Some readers of H.P. Lovecraft’s “The Outsider” (1926) may find that the climactic reveal of monstrous self-knowledge resonates, whether they are alienated socially or psychologically, and a form of catharsis—the torment of living alienated is purged partly by confirmation of Otherness: “I know always that I am an outsider; a stranger in this century and among those who are still men. This I have known ever since I stretched out my fingers to the abomination within that great gilded frame; stretched out my fingers and touched a cold and unyielding surface of polished glass.” The touching of the glass triggers a memory revealing to the narrator he is an “abomination” that terrified a gathering of humanity into flight. This gives him a new mode of being rather than merely despair: “in my new wildness and freedom I almost welcome the bitterness of alienage.” Other readers might connect with the intimations of the young narrator of Thomas Ligotti’s “The Small People,” who, although he resents the epithet “little bigot,” hates the titular “small people” and their simulation of humanity. The story does not concern shorter people but an uncanny dread of beings mimicking humanity—doppelgängers with no extant history of their agenda. As in “Nethescurial,” the narrator recognizes a sinister taint lurks beneath the material world, and that these “smalls” and “half-smalls” (people appearing normal but linked psychically with the smalls) appear to be delighting in furthering corruption. The narrator gains enough unsettling evidence to question his own identity and the lineage of the human race. Such knowledge does not provide reassurance despite some degree of epistemological confidence; it leads to mad confusion.

Ligotti, Lovecraft, and Piper all suggest that the dominance of human civilization is perilously fragile, and that human fabric is knit over a void of uncertainty. In Lovecraft’s horror fiction, that void is filled by forbidden and appalling knowledge of prehuman history such as that contained in the Necronomicon or manifested by the physical deformity of his alienated Outsider. For Ligotti, knowledge undermines any purchase on what constitutes reality, and even what one may deem human.

The borders of identity presented by Piper are the most optimistic if also the most porous, since Monique’s epiphany that she may remake a flawed cosmos suggests that humanity when deified may transcend or transform defects of a malign or indifferent universe. Monique—once biologically male—raises also the alchemical ideal, which Arturo Schwarz sums up in “Alchemy, Androgyny, and Visual Artists”: “The problem with which the alchemist—as well as Surrealism and analytic psychology are concerned—[. . .] is to endow man with the awareness [. . .] of this marvelous reality: we are gods, because we are all man and woman at the same time.” Although alchemy promotes the transcendent knowledge of the androgyne, the worm is already a hermaphrodite, and the worm looms around the threshold of these human passages into uncanny selves. Monique incorporates wormholes—rather than memento mori—but the folkloric role of the worm as dehumanizing death cannot be banished. Consider a folktale called “Sammle’s Ghost”: Sammle, a phantom, must recover his burned body parts to be devoured by the Big Worm. This worm is a “king,” and Sammle’s ghost is unable to satisfy the requirements of passage to the otherworld because he can’t find a missing fingernail. The tale underscores an essential materiality for human identity to progress to another stage of development: an order to things—even if that order may not result in satisfaction—and a particular set of components to human identity.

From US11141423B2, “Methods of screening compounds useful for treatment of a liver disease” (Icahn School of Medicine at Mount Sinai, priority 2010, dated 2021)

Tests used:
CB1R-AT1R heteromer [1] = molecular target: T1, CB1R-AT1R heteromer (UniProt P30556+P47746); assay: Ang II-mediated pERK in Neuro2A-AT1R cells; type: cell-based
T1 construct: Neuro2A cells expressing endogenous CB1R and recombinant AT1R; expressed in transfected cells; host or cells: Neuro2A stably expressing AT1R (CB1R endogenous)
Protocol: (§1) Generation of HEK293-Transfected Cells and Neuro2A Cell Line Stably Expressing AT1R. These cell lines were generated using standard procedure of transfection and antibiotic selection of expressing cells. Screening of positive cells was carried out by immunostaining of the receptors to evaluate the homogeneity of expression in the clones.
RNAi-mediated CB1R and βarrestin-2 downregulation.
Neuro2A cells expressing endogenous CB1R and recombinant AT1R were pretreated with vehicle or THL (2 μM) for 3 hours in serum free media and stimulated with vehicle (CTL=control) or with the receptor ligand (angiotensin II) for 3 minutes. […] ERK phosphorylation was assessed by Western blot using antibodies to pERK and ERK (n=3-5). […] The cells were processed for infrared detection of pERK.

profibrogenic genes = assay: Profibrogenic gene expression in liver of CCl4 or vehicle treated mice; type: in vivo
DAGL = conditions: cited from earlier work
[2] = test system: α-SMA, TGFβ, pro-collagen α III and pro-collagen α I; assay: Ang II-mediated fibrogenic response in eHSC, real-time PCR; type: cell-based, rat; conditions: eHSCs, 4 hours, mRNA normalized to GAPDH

In contrast to folkloric metaphysics implying designed spiritual transitions for identity, Ligotti emphasizes a pernicious disorder to human identity and the universe. Lovecraft’s horror speaks to a non-anthropocentric universe where cosmic knowledge—as in Goethe’s Faust—is beyond human capacity. Visionary monstrosity in horror fiction, especially supernatural weird fiction, challenges pretensions of human identity. Weird horror compels readers to consider by what monstrous and marvelous strings our skins and minds may be stretched to assume new forms and modes of being. Upon what stage—orchestrated by what ghastly pipers—do we dance confused to eldritch tunes and wander endlessly in infinite darkness?

Jason Marc Harris

Jason Marc Harris graduated with a Ph.D. in English Literature from the University of Washington, and an MFA in fiction from Bowling Green State University, where he served as Fiction Editor of Mid-American Review. Exposed to Edward Gorey’s work (The Insect God, The Gashlycrumb Tinies, The Wuggly Ump) by kindergarten, Jason has been on an inevitable trajectory towards uncanny and sinister narratives ever since. Creative work in journals such as Apex and Abyss, Arroyo Literary Review, Bull, Cheap Pop, EveryDay Fiction, Marvels and Tales, Masque and Spectacle, Midwestern Gothic, The Offbeat, Psychopomp Magazine, The Saturday Evening Post, and Writing Texas. His novella of weird horror, Master of Rods and Strings (Vernacular Books), was released in print and Kindle July 2021. He teaches creative writing, folklore, and literature, and is the Creative Writing Coordinator at Texas A&M University in College Station, TX.